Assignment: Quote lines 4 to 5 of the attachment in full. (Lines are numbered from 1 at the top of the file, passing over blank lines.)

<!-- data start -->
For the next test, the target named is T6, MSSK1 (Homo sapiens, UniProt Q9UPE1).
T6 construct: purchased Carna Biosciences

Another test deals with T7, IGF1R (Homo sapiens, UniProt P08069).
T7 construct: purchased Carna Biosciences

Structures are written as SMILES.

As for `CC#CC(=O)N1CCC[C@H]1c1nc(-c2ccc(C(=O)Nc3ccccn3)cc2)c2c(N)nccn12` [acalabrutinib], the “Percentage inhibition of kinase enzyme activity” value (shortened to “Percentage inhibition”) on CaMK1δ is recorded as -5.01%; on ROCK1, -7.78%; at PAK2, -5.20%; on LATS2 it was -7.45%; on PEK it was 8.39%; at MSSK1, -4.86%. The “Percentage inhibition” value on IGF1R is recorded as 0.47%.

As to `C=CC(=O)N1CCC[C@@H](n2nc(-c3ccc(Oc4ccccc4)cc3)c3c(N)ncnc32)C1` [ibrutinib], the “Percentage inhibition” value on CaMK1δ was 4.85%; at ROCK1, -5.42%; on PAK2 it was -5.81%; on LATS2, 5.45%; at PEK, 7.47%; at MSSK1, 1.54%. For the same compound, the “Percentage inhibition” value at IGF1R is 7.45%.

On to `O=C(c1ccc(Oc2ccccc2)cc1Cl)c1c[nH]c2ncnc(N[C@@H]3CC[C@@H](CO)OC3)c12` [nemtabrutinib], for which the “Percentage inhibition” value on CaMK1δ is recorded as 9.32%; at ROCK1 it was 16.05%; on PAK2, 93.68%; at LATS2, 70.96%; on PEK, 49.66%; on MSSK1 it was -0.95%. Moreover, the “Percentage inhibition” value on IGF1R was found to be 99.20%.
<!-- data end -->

T7 construct: purchased Carna Biosciences

Structures are written as SMILES.